Lynton Crosby firm lobbied ministers while advising Boris Johnson

Exclusive: CT Group’s activities on behalf of energy, tobacco and property firms raise questions over potential conflict of interest

Sir Lynton Crosby’s CT Group was lobbying ministers on behalf of a coal trader, a tobacco company, and property firms at the same time as providing political advice to Boris Johnson, the Guardian can reveal.

The Australian election guru returned to provide “strategic political advice” to Johnson and his party after the Partygate scandal earlier this year, with the then prime minister promising discontented Conservative MPs in February that Crosby would be playing a bigger role.

Crosby’s CT Group said his role was purely advising the Conservative party, and dismissed the potential for a conflict of interest with his private commercial interests. However, there are persistent questions about the crossover between Crosby’s political and private work since he returned to advise Johnson as Conservative leader, with Labour at the time querying his presence at some of the former prime minister’s political 8.30am meetings.

Recent filings by CT Group and related companies, of which Crosby is a director and co-owner, reveal that one of his companies was lobbying ministers or senior civil servants on behalf of Philip Morris, the tobacco company, this year at a time when the government was considering a new smoking strategy and raising the smoking age to 21.

One of his CT companies also lobbied on behalf of Javelin Global Commodities, a commodities trader, which has entered into a deal to buy coal from the controversial West Cumbria coalmine if it is given permission to proceed. Johnson suggested he supported domestic production of coal in answer to a question about the proposed mine over the summer, despite concerns about its compatibility with the UK’s net zero goals. A CT Group representative went along with Javelin to a meeting in June with Greg Hands, a business minister, to discuss supply of liquified natural gas at a time of concern around the rising gas price and potential for shortages.

Crosby himself also accompanied a property tycoon, Giles Mackay, with whom he had been a co-investor in a property data company called Outra, to a meeting with Johnson’s policy chief, Andrew Griffith, in May to discuss “extension of homeownership”.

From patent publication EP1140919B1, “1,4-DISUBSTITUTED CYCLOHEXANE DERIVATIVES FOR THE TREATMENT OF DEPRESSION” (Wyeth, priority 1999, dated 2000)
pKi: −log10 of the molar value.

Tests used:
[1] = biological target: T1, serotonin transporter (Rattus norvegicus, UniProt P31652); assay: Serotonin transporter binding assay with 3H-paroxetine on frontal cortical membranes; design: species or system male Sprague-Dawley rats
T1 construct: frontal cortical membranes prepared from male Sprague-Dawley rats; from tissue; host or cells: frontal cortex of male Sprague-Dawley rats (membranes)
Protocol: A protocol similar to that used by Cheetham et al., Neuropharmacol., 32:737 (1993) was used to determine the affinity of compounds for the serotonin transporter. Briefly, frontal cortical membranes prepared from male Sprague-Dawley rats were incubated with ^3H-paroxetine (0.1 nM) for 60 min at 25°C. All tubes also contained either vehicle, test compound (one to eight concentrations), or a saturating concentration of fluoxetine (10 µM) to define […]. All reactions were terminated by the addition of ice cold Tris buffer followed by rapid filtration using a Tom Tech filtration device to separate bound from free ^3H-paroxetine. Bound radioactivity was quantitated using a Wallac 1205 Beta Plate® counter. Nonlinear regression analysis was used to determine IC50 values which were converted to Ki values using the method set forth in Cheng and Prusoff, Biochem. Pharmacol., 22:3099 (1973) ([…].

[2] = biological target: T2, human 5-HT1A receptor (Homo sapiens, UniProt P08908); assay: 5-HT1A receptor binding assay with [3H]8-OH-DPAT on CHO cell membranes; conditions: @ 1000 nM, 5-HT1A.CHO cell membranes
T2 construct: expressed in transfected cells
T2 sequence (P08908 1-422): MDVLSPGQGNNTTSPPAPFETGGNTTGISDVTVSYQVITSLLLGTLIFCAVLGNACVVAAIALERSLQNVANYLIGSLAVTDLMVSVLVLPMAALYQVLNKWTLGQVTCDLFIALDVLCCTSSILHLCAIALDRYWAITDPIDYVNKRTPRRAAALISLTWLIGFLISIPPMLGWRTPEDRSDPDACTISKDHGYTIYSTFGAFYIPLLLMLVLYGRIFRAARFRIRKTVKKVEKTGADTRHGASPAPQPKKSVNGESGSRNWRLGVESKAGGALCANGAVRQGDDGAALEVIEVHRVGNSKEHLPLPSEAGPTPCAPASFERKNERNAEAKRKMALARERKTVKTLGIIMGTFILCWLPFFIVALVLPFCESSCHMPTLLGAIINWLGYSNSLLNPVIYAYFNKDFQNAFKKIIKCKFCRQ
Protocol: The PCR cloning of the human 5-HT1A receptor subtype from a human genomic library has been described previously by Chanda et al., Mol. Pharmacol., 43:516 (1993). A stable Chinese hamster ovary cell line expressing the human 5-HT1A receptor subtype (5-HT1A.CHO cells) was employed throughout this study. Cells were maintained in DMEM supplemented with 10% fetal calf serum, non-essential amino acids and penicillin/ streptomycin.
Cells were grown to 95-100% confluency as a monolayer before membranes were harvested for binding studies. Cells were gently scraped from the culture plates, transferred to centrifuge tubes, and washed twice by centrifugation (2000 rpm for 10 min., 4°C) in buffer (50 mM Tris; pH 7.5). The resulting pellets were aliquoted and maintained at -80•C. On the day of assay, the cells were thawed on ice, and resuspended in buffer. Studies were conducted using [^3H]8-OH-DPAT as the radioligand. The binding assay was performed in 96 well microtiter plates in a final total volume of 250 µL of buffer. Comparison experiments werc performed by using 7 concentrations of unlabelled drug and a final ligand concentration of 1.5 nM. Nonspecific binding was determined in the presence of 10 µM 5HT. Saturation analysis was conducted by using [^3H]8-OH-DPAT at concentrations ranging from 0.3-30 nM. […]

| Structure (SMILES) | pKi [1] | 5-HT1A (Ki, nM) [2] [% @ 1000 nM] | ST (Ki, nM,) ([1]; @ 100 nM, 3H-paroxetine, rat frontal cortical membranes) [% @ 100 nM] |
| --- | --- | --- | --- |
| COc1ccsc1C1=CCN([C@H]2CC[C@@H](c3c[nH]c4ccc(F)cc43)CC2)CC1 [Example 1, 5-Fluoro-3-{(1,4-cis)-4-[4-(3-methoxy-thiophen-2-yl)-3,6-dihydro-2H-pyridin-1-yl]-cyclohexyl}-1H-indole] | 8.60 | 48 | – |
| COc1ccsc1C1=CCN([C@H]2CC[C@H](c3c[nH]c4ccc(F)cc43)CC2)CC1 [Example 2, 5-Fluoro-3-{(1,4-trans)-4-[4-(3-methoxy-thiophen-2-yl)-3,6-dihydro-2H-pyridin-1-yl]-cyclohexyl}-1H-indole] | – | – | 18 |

Crosby’s companies also lobbied ministers or permanent secretaries on behalf of Vesa, the company backed by a Czech billionaire seeking to avoid a government veto over its increasing stake in Royal Mail. In addition, they are listed on the Office of the Registrar of Consultant Lobbyists as conducted lobbying work for several property companies and Parkingeye, a parking enforcement firm for NHS hospital sites and other clients, earlier this year.


Questions were raised at the time over allowing a lobbyist to play a major role advising Johnson, especially after it emerged Crosby had attended some of Johnson’s 8.30am political meetings in Downing Street.

It comes after Mark Fullbrook, who has a 10% stake in CT Group, went to work in No 10 as chief of staff for the government of Liz Truss in September and had to recuse himself from policy discussions on a number of topics.

In June, CT Group said “engaged to provide strategic advice to the Conservative party and its leader”.

Asked about what form its lobbying of government ministers has taken on behalf of its clients, CT Group said Crosby was advising the Conservative party and not Johnson in his capacity as prime minister or the government, and that he had no role in formulating policy.

CT Group had no response to questions from the Guardian about what discussions took place between its companies and ministers in relation to its clients.

A spokesperson said: “Sir Lynton was engaged by the Conservative party to provide strategic political advice to the party. Your claim that he was advising Boris Johnson as prime minister is wrong and aimed to deliberately mislead your readers. To be clear, there is no conflict of interest, as you try to claim, as he was not advising Boris Johnson as prime minister nor advising on government policy. Further, Sir Lynton did not raise any issues relating to his company’s clients with Mr Johnson.

“CT strictly adheres to all relevant laws and regulations. This includes ensuring all the relevant public disclosures under the lobby register … Any claim to the contrary would be wrong, damaging and aimed solely at misleading your readers.”

Asked about CT Group’s work for Philip Morris, a spokesperson for Philip Morris said: “Sir Lynton Crosby does not consult for Philip Morris International. PMI adheres to regulations relating to engagement and reporting of meetings with government officials.”

A spokesperson for Giles Mackay said: “Mr Mackay attended the meeting as a property data information expert. He is regularly consulted by private business and people at all levels of government for his views on the market.

“Mr Mackay has the most extensive data on the UK property market through his data science company Outra and he provides this to anyone interested in understanding the market better. This was the purpose of his meeting with Mr Griffith.”


Rowena Mason Whitehall editor

The GuardianTramp

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